There is a huge problem with Ford's debt, but it isn't with the debt itself. Rather, it's with the average investor completely misunderstanding Ford's debt number. Nearly every day I'm reminded how many people out there still believe that Ford has $100 billion in automotive debt. That is false! It makes me shake my head and sigh. So here I am trying to spread the word and squash the misconceptions about Ford's debt. I'm also recruiting you all to help the world invest better by reminding each person you see that the majority of Ford's $100 billion is making Ford extra money! For those of you who aren't sure what makes up the $100 billion, please read on.
At the end of the third quarter in 2012, Ford's automotive debt sat at $14.2 billion. That's the number that needs to be brought up when discussing debt from company operations. Sometimes a little knowledge can be dangerous. In this case, investors doing their due diligence and opening up a 10-K can read through the long-term debt numbers and then reflect that they can't invest in a company with so much debt. The fact of the matter is that people don't know what they don't know. There isn't a little asterisk that directs one to a note stating most of the $100 billion is under Ford's financial division.
Ford's financial division is unlike anything found in its competitors. It takes on huge loans at low interest rates and dishes it back out to consumers at higher rates, then takes in a fair profit. If you follow the auto industry then you know how much doom and gloom is talked regarding Europe's vehicle sales. Companies are losing money by the bundle -- Ford estimates it will lose at least another $1.7 billion this year. Here's something you might not know: In 2012, Ford's finance division raked in $1.7 billion in pre-tax profit on over $7 billion in revenue. That equaled the loss in Europe, yet no one mentions that! Instead, people see the $100 billion and wrongly assume it's the same old, terribly managed, Detroit company that has way too much debt.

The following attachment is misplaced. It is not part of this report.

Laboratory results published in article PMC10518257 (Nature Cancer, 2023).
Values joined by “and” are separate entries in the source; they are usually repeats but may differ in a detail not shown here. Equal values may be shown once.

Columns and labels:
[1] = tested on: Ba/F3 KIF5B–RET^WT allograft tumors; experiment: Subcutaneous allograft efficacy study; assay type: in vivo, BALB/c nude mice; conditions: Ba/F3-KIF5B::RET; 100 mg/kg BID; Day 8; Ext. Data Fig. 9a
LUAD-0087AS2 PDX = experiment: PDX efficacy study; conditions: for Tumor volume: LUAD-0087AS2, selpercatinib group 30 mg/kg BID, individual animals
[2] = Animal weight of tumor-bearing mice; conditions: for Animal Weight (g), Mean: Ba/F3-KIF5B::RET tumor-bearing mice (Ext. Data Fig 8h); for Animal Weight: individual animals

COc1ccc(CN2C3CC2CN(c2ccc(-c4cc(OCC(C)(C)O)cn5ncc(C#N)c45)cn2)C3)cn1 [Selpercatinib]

Debt levels are fine
While $14.2 billion is no small number, it's nothing that Ford can't handle. Consider that in 2006 Ford took on more than $18 billion in debt to help restructure the company while taking massive losses. Between 2006 and 2008, Ford managed to lose over $30 billion from its operations. Nobody wanted to buy a Ford vehicle then, nobody. Things are completely different today. The Fusion is changing consumer attitudes and the Escape is selling like hotcakes. 2013 has started off with a bang in automotive sales, and Ford is taking full advantage of it. The company was confident enough in its financial shape to double its dividend a few months ago. There are a lot of reasons to be optimistic in Ford as a company and in having its stock in your portfolio. So the next time you hear someone mention that its $100 billion in debt is too much, enlighten them, please. Thanks in advance.
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The article Ford's Huge Debt Problem originally appeared on Fool.com.
Fool contributor Daniel Miller owns shares of Ford. The Motley Fool recommends Ford. The Motley Fool owns shares of Ford. Try any of our Foolish newsletter services free for 30 days. We Fools may not all hold the same opinions, but we all believe that considering a diverse range of insights makes us better investors. The Motley Fool has a disclosure policy.
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